Interior Department releases well control regulationsNews // April 18, 2016
US Secretary of the Interior Sally Jewell and Director of the Bureau of Safety and Environmental Enforcement Brian Salerno have announced final well control regulations to reduce the risk of an offshore oil or gas blowout that could result in the loss of life, serious injuries or substantial harm to the environment.
The regulations represent one of the most significant safety and environmental protection reforms the Interior Department has undertaken since Deepwater Horizon, and builds upon a number of reforms instituted over the last six years to strengthen and modernize offshore energy standards and oversight.
“The well control rule is a vital part of our extensive reform agenda to strengthen, update and modernize our offshore energy program using lessons learned from Deepwater Horizon,” said Secretary Jewell. “I applaud BSEE for their work to develop a rule that takes into consideration an intensive analysis of the causes of the tragedy, advances in industry standards, best practices, as well as an unprecedented level of stakeholder outreach.”
The regulations build upon findings and recommendations from several investigations and reports concerning the root causes of Deepwater Horizon and extensive consultation with industry groups, equipment manufacturers, federal agencies, academia and environmental organizations.
The final rule is a comprehensive regulation addressing all dimensions of well control, including more stringent design requirements and operational procedures for critical well control equipment used in oil and gas operations on the Outer Continental Shelf.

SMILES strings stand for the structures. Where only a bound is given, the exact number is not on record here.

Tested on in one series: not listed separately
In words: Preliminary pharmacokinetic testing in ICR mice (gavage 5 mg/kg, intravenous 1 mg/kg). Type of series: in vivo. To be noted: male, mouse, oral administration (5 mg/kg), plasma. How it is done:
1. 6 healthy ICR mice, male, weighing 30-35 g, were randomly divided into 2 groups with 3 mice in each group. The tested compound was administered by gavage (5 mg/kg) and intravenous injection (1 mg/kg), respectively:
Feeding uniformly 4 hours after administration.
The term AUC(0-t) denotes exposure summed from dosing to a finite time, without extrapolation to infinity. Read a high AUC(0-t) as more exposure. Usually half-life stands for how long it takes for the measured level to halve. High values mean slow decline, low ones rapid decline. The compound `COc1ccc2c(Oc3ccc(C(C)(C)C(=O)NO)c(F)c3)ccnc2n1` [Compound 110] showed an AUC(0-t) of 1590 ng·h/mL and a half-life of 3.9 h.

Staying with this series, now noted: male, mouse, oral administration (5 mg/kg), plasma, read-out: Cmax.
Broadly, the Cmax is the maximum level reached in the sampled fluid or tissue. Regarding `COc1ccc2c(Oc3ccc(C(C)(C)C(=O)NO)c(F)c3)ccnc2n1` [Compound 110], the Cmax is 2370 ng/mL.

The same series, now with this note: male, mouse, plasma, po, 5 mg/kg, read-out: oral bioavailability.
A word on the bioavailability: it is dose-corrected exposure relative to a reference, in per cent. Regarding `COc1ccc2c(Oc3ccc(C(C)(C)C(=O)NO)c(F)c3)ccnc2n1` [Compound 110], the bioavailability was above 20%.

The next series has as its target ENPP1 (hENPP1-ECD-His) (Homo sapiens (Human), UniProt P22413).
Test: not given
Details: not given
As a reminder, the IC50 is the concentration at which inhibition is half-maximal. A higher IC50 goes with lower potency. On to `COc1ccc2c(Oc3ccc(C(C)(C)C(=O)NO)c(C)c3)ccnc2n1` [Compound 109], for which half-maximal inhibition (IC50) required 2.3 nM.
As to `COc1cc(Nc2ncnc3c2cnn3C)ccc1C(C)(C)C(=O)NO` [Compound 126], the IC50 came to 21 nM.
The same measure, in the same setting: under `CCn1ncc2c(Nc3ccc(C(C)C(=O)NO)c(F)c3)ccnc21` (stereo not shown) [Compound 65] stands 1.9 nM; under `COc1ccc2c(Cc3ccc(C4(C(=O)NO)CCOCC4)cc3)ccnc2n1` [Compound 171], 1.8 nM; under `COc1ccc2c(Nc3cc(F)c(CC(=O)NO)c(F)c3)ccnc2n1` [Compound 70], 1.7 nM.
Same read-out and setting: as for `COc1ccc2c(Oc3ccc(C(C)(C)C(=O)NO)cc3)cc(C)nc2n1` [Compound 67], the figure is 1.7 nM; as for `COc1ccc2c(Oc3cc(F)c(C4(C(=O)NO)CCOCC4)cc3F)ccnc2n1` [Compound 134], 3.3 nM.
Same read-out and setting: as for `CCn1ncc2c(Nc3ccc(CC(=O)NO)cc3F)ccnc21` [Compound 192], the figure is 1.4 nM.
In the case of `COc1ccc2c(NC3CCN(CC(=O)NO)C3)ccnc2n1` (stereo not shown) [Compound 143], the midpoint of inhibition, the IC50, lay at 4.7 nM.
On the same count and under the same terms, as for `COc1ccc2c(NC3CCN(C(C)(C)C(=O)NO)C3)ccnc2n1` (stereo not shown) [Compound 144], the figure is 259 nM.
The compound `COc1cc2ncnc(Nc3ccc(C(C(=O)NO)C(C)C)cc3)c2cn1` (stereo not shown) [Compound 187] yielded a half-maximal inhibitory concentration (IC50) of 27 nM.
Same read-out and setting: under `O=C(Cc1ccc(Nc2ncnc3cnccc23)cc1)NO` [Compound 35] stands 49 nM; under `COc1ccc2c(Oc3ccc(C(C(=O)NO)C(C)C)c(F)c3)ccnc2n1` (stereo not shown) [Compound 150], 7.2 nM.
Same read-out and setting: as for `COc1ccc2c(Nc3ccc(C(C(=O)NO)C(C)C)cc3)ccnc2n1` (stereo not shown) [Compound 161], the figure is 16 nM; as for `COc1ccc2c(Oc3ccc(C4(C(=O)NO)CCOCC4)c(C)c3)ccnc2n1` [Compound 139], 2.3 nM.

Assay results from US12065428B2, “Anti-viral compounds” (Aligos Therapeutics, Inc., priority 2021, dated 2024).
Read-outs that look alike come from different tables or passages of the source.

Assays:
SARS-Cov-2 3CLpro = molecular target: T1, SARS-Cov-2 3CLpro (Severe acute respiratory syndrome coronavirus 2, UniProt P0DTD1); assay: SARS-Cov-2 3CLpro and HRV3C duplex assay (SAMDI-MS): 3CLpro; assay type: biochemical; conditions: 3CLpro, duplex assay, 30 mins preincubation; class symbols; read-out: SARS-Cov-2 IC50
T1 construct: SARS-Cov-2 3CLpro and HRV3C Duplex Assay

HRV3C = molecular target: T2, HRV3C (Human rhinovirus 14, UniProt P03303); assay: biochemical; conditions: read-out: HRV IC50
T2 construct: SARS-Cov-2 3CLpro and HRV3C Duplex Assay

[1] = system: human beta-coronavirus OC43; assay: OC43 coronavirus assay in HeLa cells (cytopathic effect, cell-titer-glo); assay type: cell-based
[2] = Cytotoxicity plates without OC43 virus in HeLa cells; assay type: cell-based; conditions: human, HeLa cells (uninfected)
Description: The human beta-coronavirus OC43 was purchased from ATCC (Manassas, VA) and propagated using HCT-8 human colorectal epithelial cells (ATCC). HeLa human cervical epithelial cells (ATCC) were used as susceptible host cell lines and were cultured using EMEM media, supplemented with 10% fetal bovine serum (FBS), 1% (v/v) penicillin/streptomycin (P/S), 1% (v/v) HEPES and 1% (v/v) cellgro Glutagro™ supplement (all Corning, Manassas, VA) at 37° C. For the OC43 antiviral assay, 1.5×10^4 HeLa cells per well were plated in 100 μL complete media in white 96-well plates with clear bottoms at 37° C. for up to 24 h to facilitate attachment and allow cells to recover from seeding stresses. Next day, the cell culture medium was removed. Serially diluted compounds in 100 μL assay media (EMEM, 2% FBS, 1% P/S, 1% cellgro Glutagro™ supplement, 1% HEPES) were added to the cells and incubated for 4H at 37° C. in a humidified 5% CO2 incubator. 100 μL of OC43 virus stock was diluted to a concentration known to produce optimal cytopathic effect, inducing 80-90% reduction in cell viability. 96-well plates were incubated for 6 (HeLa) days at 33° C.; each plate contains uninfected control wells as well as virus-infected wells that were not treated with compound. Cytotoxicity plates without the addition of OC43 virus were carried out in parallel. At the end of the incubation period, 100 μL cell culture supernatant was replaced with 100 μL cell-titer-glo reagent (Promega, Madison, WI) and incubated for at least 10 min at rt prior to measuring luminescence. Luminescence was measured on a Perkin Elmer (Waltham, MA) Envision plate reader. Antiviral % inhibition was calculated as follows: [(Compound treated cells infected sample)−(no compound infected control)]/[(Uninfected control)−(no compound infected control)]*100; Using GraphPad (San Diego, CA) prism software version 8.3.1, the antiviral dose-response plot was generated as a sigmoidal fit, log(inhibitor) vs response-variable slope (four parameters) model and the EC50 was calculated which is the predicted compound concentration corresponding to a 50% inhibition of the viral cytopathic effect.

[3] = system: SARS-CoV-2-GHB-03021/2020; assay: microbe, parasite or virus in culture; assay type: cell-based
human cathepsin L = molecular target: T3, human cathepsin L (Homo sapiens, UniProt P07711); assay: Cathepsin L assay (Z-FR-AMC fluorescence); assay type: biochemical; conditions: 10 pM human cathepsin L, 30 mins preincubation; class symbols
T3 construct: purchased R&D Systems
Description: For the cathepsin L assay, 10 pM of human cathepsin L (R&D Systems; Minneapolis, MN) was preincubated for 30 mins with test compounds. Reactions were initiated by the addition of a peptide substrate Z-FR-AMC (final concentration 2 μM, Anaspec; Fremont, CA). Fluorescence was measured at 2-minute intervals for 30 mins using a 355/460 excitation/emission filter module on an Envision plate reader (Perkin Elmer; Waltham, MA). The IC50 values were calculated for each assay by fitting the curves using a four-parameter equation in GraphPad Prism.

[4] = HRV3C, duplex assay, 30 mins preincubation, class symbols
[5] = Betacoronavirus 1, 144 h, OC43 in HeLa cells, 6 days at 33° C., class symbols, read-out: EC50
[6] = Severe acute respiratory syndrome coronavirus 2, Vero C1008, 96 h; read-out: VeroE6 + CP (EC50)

Specifically, the final rule addresses the full range of systems and equipment related to well control operations, with a focus on blowout preventer requirements, well design, well control casing, cementing, real-time monitoring and subsea containment. The measures are designed to improve equipment reliability, especially for blowout preventers and blowout prevention technologies. The rule requires operability of equipment through rigorous testing and provides for the continuous oversight of operations, all with the goal of improving the reliability of equipment and systems to protect workers’ lives and the environment from the potentially devastating effects of blowouts and offshore oil spills.
The regulations combine prescriptive and performance-based measures to ensure that oil and gas companies and offshore rig operators are cultivating a greater culture of safety that minimizes risk. Key features of the rule include requirements for blowout preventer systems, double shear rams, third party reviews of equipment, realtime monitoring data, safe drilling margins, centralizers, inspection intervals, and other reforms related to well design and control, casing, cementing and subsea containment.
Based on robust, technical comments received during the rulemaking process, several adjustments were made to provisions of the proposed rule that are reflected in the final version. These changes preserve stringent requirements regarding the safety drilling margin, interval testing and major inspections for blowout preventers, and also incorporate criteria for alternative practices that are subject to review, justification and approval. This rule provides flexibility so that regulatory oversight keeps pace with technological changes, provided future innovations can meet the rule’s standards for safety performance.
The proposed rule was based upon significant input received from various investigations and reports of the Deepwater Horizon tragedy, in which a cascade of multiple failures resulted in the loss of well control, an explosion and fire which claimed the lives of 11 individuals, and subsequent months-long spill.